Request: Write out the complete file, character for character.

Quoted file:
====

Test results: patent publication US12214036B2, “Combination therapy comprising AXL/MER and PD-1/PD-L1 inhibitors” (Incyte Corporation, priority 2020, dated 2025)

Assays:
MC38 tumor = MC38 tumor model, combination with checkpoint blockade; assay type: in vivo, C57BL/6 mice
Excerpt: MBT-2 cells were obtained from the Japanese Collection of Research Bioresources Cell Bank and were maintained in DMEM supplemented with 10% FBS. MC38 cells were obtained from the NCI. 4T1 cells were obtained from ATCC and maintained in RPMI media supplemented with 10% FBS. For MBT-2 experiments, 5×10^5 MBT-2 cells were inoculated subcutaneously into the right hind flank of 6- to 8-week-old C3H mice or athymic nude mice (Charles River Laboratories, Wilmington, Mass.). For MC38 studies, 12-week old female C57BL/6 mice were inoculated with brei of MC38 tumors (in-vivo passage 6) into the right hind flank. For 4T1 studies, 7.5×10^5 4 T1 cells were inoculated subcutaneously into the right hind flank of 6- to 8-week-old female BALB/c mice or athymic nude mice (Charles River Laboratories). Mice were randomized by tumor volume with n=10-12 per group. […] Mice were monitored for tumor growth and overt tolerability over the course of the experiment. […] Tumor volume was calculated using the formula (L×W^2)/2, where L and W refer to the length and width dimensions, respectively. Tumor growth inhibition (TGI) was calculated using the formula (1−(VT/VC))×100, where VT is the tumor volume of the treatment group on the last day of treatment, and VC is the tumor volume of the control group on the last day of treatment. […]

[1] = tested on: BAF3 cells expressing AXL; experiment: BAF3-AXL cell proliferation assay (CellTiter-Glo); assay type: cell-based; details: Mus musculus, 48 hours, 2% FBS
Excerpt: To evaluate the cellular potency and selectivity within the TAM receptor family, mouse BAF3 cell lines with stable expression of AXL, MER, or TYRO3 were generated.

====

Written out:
Test results: patent publication US12214036B2, “Combination therapy comprising AXL/MER and PD-1/PD-L1 inhibitors” (Incyte Corporation, priority 2020, dated 2025)

Assays:
MC38 tumor = MC38 tumor model, combination with checkpoint blockade; assay type: in vivo, C57BL/6 mice
Excerpt: MBT-2 cells were obtained from the Japanese Collection of Research Bioresources Cell Bank and were maintained in DMEM supplemented with 10% FBS. MC38 cells were obtained from the NCI. 4T1 cells were obtained from ATCC and maintained in RPMI media supplemented with 10% FBS. For MBT-2 experiments, 5×10^5 MBT-2 cells were inoculated subcutaneously into the right hind flank of 6- to 8-week-old C3H mice or athymic nude mice (Charles River Laboratories, Wilmington, Mass.). For MC38 studies, 12-week old female C57BL/6 mice were inoculated with brei of MC38 tumors (in-vivo passage 6) into the right hind flank. For 4T1 studies, 7.5×10^5 4 T1 cells were inoculated subcutaneously into the right hind flank of 6- to 8-week-old female BALB/c mice or athymic nude mice (Charles River Laboratories). Mice were randomized by tumor volume with n=10-12 per group. […] Mice were monitored for tumor growth and overt tolerability over the course of the experiment. […] Tumor volume was calculated using the formula (L×W^2)/2, where L and W refer to the length and width dimensions, respectively. Tumor growth inhibition (TGI) was calculated using the formula (1−(VT/VC))×100, where VT is the tumor volume of the treatment group on the last day of treatment, and VC is the tumor volume of the control group on the last day of treatment. […]

[1] = tested on: BAF3 cells expressing AXL; experiment: BAF3-AXL cell proliferation assay (CellTiter-Glo); assay type: cell-based; details: Mus musculus, 48 hours, 2% FBS
Excerpt: To evaluate the cellular potency and selectivity within the TAM receptor family, mouse BAF3 cell lines with stable expression of AXL, MER, or TYRO3 were generated.